The Irish President of France

by Brian Witt

During the recent presidential election in the United States, some people wondered about the strength of American democracy. Challenges, chads, and Supreme Courts all were involved. To some, it seemed like the end of the American system. The system, for all its faults, prevailed, for better or worse. However, more than a century ago, in France, a Franco-Irish war hero helped to lead the French to a new democracy. He was a monarchist yet he helped destroy the concept of monarchy in that country.

In 1875, France was in ruins following the disastrous Franco-Prussian War. The French Emperor, Louis Napoleon had been captured by the Prussians, Paris had been sacked, and the country was leaderless. The people were split between restoring the Bourbon monarchy or creating a new, third, French Republic. The country was quickly drifting into anarchy.

One of the few heroes of the war was a person by the name of Patrick MacMahon. While placed at the defense of the city of Sedan, he was given strict orders to hold the city without attacking the Prussian forces by the emperor, Louis Napoleon, grandson of Napoleon Bonaparte. MacMahon intended to encircle and ambush the enemy, tactics learned at the War College at St. Cyr in France, and inherent in his Wild Geese military background. However, MacMahon was severely wounded in the battle of Sedan, and the city fell to the Prussians in short order.

After the collapse of the French government, MacMahon was asked to lead a provisional government. This son of St. Patrick was also known as Marshall Marie Edme Patrice de MacMahon, Duc de Magenta, a person who had distinguished himself in the Crimean War, rising through the ranks of the French army. His grandfather studied medicine at the Irish College in Paris and at Rheims in the 1740s after leaving Ireland.

MacMahon was a monarchist, but he realized that the vacuum of power was splitting the nation terribly, as well as weakening it. He agreed to stand in, trying to ensure some stability for at least a temporary period. MacMahon oversaw the creation of the new government, with a Chamber of Deputies, which was elected by the public, and a Senate, which was selected by the provincial governors. A new president would be selected by both houses, and he would then select a Premier. The idea was that the new President would have broad powers, similar to that of a king, and the Premier would ensure that there was a form of republican government. The Monarchists felt, rightfully, that MacMahon would step aside to allow the restoration of a monarchy, while the Republicans felt that the concept of a presidency was better than none. The fact that MacMahon was Irish also helped his selection. The Irish in France were very much in the thrall of the French monarchy, a fact that helped cement the support of that side of the aisle. In 1875, Patrick MacMahon became the first President of the provisional government.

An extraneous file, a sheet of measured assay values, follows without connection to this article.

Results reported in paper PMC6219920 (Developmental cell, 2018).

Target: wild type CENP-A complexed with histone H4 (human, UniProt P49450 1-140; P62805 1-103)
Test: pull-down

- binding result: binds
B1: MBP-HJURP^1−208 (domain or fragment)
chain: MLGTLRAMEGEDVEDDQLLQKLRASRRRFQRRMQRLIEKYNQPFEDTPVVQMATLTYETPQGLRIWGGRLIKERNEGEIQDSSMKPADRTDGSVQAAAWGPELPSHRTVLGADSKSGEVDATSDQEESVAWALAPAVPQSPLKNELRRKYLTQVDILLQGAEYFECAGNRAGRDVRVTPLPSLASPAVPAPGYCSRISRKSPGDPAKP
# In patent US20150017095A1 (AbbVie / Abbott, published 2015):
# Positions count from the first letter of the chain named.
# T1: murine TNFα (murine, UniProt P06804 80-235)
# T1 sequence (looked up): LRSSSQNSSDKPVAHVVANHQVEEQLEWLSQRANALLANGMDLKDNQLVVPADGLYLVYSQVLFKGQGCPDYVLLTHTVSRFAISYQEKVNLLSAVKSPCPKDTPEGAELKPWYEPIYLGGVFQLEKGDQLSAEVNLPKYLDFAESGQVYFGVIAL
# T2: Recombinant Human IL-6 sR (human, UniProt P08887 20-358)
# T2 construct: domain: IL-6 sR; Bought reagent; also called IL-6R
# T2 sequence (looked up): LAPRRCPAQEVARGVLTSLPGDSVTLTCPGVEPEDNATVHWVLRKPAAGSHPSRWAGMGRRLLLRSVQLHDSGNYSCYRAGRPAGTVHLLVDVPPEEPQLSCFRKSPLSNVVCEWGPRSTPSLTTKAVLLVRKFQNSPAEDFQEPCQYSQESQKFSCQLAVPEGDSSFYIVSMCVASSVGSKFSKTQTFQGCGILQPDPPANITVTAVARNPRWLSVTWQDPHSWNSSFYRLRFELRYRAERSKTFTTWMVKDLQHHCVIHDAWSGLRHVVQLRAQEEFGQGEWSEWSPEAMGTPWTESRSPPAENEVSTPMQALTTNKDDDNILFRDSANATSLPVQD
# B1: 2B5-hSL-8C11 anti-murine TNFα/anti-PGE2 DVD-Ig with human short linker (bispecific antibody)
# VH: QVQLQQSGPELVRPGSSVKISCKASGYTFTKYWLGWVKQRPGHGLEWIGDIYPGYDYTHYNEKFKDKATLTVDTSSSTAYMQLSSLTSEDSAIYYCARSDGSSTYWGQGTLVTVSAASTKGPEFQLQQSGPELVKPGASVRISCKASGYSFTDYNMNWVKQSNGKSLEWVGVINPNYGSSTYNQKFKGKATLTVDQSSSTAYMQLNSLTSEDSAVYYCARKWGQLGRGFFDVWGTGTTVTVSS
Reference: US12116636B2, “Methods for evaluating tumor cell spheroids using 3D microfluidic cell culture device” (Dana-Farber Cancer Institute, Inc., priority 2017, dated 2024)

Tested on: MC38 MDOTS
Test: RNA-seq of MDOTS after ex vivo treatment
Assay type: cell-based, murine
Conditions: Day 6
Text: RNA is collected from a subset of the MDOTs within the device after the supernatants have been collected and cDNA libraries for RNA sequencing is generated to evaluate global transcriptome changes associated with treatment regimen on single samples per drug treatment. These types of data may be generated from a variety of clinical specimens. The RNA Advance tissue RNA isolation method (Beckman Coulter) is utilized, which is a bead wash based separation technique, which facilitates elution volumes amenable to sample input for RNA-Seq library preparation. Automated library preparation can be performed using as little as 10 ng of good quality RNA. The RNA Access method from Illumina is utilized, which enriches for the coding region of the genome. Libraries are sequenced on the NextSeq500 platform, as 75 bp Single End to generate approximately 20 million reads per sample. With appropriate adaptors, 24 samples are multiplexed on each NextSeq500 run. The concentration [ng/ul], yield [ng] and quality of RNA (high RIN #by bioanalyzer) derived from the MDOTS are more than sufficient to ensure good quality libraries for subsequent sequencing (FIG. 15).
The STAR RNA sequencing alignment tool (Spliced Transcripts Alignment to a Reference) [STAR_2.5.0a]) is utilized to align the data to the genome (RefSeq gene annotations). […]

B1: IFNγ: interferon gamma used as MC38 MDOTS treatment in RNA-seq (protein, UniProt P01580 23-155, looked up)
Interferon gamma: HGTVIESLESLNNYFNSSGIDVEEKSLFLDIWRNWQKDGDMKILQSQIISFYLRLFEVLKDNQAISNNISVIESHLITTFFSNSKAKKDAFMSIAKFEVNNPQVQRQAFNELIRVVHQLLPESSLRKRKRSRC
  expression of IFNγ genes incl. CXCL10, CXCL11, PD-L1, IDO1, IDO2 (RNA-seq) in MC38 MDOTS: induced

Elections in 1876 sealed the compact between the two groups, with MacMahon becoming the new President of the Third Republic of France. The First Republic was that of the French Revolution, the Second was dissolved in 1851 by Louis Napoleon. However, this was to be a rough and rocky journey for MacMahon. He nominated conservative monarchists as Premier, all of whom where rejected by the strongly republican Deputies. The Deputies then objected to the powers that were given to MacMahon by the provisional government, including the right to dissolve the Chamber of Deputies at any time and call for new elections. They also objected to the number of monarchists and conservatives he appointed to government posts.

By 1879, the Chamber of Deputies was demanding that MacMahon replace many of his appointees. MacMahon saw the impasse become a rift which threatened to become another political chasm that could further damage the stability of France. In order to stop the fracturing of the government, with the two houses so utterly divided, he resigned the presidency. With that move, two things occurred. First, the idea of a restored monarchy was forever destroyed, MacMahon being the last hope for it. Second, the two houses of the French government never elected a president with any substantive power or strength again, thus ensuring that the position would be titular rather than functional.

Once MacMahon was gone, the Chamber of Deputies realized that they actually didn't like each other. While Patrick MacMahon was in power, they were united in their attacks upon him. Without him, the vast differences in the Chamber itself were revealed. Afterwards, the Chamber of Deputies, and the Senate, would become entangled in one squabble after another, rushing from crisis to crisis. Still, the idea of a democracy, and of a Republic, was entwined in the French psyche. MacMahon's constitution would last until the German invasion of France in 1940, and the rise of the Vichy government.

MacMahon was remembered after his death with the naming of a major Paris boulevard in his honor, the Rue de MacMahon. He died at his country home in Sully in 1893.

Patrick MacMahon was the man on the White Horse for the French, the traditional hero who would help save the French. This son of Ireland also set into motion a government that would last for over a half century. A monarchist who would ultimately destroy any hope for a monarchy. But ultimately, a man who by his actions, would ensure the survival of democracy in France.